Captain Planet Month: Wind 05/10/12
In the interest of full disclosure, I’m going to get right to the point: it wasn’t easy finding a Wind wine for Captain Planet Month. This feat in fact proved so difficult that I began writing my review well in advance of my having actually located a thematically appropriate bottle. Why? Well, it didn’t have anything to do with the Wind Planeteer, Linka, whose origins in the Soviet Union have naturally shrouded her life in secrecy; nor was it a function of money, of which I have less than many wines require. No, this was a matter of ethereality – or more to the point, a lack of any clear definition of how exactly ethereality manifests in wine.
I’d always planned to write about an ethereal wine for my Wind post, but much like minerality, ethereality is a trait often attributed to wines but seldom expanded upon in any detail. And even when it is, people’s notions of what constitutes an ethereal wine seem to vary wildly: from light yet substantial, to sublimely floral, to one that quite literally smells like ether.
It’s almost as though some sort of shadowy, omnipresent Big Brother figure has intentionally obfuscated the word’s definition throughout the years, afraid of what might happen if the people were to unite in consensus and understanding…and wine. Which I suppose brings us back to Linka’s Soviet roots after all – it seems the KGB is to blame here.
But folks, I’m an English major. And we English majors are all about definitions. Okay, occasionally we enjoy lording the noble pretensions of our erudition over the rest of you porcine ignoramuses, but mostly we’re about definitions. So how about an official definition of ethereality? Dictionary.com has a few listed, which more or less accord with my own recollection: that which is ethereal is light, airy, elegant, refined, heavenly, celestial, or some combination of the above. Or if you’re incredibly unpoetic, sure, it can just plain remind you of ether.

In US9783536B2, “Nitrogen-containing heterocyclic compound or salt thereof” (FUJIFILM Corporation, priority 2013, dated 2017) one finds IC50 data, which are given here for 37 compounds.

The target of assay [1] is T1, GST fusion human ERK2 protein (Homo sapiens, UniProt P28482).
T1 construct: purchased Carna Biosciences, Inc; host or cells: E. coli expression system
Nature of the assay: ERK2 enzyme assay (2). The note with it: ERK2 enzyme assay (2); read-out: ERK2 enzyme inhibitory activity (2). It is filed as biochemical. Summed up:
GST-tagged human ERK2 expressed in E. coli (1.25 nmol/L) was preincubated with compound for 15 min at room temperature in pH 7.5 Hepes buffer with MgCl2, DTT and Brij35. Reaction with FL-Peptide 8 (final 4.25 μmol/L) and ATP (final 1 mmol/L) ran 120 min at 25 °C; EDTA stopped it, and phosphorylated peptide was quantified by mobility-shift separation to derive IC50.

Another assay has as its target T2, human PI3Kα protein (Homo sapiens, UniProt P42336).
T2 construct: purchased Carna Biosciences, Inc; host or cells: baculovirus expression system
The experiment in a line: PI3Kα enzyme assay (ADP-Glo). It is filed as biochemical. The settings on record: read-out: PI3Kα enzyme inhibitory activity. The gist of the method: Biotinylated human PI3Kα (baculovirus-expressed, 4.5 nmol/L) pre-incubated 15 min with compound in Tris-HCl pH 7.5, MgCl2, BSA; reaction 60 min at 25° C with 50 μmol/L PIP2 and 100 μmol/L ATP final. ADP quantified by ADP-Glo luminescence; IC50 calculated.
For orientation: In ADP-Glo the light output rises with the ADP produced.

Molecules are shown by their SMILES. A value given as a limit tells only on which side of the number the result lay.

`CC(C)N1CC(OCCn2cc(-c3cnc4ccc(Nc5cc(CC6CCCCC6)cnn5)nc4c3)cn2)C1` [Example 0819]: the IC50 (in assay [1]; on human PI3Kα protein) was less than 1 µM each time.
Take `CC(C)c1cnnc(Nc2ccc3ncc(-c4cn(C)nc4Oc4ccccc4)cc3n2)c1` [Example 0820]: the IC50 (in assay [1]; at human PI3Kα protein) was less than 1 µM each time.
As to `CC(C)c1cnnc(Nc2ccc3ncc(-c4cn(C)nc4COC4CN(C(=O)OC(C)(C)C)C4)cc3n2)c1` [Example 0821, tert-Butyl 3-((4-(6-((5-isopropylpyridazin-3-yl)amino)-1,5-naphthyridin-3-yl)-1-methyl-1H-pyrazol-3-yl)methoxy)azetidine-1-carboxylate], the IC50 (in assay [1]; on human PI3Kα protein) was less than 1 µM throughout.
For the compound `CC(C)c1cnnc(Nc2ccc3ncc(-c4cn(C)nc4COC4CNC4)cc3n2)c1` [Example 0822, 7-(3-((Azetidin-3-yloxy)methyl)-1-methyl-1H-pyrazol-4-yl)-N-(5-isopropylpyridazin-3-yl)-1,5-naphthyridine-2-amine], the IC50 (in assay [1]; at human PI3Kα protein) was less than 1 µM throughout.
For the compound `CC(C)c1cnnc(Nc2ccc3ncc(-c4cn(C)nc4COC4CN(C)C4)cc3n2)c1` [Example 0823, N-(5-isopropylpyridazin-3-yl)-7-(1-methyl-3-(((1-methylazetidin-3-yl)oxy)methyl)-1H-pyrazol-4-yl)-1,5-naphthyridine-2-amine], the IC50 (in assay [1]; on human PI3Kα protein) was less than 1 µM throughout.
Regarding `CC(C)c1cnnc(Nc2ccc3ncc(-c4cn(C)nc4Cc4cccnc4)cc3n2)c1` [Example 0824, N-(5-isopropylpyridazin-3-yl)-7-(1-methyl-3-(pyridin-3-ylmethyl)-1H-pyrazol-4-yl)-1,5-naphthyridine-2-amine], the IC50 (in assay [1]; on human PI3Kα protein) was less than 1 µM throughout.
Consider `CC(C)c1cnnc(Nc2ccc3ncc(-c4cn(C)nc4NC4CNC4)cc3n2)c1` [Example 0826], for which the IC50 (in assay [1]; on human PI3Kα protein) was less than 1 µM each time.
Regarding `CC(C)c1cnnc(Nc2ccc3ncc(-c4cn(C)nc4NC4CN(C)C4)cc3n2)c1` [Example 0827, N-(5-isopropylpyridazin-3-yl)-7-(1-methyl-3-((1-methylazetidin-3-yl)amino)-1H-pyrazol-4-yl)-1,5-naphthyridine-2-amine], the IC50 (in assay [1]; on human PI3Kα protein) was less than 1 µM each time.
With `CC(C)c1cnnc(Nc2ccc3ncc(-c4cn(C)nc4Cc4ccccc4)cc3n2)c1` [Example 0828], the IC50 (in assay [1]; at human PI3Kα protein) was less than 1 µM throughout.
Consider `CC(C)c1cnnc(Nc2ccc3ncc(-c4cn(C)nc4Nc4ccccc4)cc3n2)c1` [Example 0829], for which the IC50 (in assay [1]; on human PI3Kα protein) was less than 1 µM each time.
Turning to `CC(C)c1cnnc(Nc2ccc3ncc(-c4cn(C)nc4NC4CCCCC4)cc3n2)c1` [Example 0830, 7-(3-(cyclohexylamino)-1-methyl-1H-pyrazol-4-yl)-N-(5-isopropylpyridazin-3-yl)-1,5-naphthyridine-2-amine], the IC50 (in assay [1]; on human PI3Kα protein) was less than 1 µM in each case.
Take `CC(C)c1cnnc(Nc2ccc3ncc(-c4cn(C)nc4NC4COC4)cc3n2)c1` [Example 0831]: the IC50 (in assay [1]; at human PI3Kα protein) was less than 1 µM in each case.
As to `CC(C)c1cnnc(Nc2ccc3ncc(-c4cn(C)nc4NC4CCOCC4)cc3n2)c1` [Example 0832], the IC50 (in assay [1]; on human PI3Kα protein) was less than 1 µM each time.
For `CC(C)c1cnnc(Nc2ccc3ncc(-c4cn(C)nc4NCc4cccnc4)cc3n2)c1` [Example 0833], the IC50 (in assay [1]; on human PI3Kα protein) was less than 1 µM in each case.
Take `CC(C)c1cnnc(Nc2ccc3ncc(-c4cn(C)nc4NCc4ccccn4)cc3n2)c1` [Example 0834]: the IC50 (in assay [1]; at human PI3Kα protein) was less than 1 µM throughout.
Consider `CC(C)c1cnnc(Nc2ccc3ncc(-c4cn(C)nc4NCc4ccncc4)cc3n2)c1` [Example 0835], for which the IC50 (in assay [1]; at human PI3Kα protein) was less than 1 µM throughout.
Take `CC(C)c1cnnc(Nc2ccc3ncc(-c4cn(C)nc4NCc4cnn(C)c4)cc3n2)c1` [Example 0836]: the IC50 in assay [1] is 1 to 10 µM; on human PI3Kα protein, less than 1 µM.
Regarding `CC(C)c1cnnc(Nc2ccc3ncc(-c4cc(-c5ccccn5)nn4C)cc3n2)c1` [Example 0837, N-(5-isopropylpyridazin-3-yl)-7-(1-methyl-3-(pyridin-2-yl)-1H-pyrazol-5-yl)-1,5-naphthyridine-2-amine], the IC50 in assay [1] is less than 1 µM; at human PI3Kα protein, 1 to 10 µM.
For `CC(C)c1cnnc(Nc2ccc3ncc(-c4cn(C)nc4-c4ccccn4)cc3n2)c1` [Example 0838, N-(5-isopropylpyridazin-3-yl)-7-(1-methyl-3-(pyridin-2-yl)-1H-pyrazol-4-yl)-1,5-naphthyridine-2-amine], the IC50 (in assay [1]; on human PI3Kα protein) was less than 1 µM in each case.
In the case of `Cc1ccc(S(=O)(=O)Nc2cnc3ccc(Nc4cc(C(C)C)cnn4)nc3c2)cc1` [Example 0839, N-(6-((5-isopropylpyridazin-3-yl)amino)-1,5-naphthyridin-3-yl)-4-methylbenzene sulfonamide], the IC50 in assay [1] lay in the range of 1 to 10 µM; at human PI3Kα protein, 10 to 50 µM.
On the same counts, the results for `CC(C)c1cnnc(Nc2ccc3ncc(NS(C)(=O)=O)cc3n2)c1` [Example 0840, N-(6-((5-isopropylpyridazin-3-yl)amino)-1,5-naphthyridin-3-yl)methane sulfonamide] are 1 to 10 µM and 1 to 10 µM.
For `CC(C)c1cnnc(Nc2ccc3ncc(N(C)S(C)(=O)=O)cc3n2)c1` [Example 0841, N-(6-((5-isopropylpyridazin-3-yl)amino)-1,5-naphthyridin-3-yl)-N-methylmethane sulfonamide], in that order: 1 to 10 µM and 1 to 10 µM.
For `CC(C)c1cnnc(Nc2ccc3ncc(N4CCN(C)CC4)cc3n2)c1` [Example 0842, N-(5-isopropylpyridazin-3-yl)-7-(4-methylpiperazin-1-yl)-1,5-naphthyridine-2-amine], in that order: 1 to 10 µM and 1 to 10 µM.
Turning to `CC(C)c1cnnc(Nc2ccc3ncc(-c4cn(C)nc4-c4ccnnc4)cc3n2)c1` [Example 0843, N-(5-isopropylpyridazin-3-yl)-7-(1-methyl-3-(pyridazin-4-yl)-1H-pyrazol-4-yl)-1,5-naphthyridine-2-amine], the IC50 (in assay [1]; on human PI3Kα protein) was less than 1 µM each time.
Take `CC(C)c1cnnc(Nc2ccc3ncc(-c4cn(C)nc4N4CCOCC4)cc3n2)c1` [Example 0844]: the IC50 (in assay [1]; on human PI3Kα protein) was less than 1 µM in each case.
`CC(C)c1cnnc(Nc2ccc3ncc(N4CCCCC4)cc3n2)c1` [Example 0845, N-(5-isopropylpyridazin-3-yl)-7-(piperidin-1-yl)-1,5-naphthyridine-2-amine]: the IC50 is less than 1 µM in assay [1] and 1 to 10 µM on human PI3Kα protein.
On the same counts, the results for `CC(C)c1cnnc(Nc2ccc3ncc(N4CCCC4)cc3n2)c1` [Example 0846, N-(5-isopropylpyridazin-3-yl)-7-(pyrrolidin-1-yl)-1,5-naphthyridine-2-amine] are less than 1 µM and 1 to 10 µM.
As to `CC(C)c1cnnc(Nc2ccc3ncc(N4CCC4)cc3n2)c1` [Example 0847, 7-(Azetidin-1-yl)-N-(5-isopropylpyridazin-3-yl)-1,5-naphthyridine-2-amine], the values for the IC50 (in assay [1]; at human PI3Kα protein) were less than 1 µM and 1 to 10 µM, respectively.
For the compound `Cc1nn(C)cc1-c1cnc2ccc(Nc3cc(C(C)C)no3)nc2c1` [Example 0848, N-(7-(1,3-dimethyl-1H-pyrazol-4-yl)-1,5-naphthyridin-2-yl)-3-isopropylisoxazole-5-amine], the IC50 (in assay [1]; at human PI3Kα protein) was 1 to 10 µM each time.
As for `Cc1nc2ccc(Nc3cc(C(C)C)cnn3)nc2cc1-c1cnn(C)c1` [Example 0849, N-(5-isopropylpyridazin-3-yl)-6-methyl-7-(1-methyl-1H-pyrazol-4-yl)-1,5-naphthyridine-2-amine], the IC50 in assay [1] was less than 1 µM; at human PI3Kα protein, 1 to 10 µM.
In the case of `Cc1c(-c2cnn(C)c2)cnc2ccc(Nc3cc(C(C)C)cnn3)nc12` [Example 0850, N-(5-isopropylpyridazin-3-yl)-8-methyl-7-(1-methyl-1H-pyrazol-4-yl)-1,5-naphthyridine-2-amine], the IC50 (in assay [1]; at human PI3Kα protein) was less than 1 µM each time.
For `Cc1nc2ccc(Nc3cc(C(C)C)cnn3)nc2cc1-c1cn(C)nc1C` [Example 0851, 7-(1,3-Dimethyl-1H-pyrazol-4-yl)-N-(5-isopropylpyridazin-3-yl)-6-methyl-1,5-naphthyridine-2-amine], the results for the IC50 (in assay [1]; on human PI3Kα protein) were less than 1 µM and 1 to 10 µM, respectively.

And when it comes to wine? Given the light ‘n airy aspects of ethereality, it certainly seemed appropriate to pick up something ethereal for the Wind installment of Captain Planet Month. But how can a wine be airy when it’s actually liquid? The same way it can be earthen, or fiery: through the magic of experiential subjectivity! I wound up selecting a relatively inexpensive (for Burgundy) Burgundy, the 2010 Louis Latour Pouilly-Fuisse, reduced from $25 to $20 at my friendly neighborhood PLCB store.
Wind. Often tangible yet seldom tamable, the wind is all around us. It can be a pleasant, zephyrean friend, imparting refreshing levity to an otherwise oppressive day; or a baleful, blustery bastard, obliterating all in its path. Wind is closely related to air, but there is a subtle distinction: the former is in motion, wafting its way to and fro in pursuit of some inscrutable, transcendental end, discontented with the peaceful inertia favored by its kin. And so is it in wine, manifest as a soft, ephemeral buoyancy which amounts to a fleeting, albeit memorable experience for the senses.
The Louis Latour Poully-Fuisse, made entirely from Chardonnay (as tends to be the case with White Burgundy), swept across my palate with all the force of a light breeze. Clean notes of lemon and green apple characterized the nose, along with something vaguely buttery, but not in the way I’ve come to expect from the over-oaked, over-secondarily malolactically fermented Chardonnay all too common in the states. It was more redolent of a pastry, but one I couldn’t quite place.
The palate is where the ethereality really came into play: similar flavors returned, but this wasn’t as noteworthy as the evanescent course the wine plied through my palate, as though afraid to linger too long on the tongue, lest I sully its enological purity. If you’re ever lucky enough to capture and liquify an angel, he’ll leave a similar tactile impression…I imagine.
Balanced and subtle, but ultimately rather simple, the Latour earns thumbs up.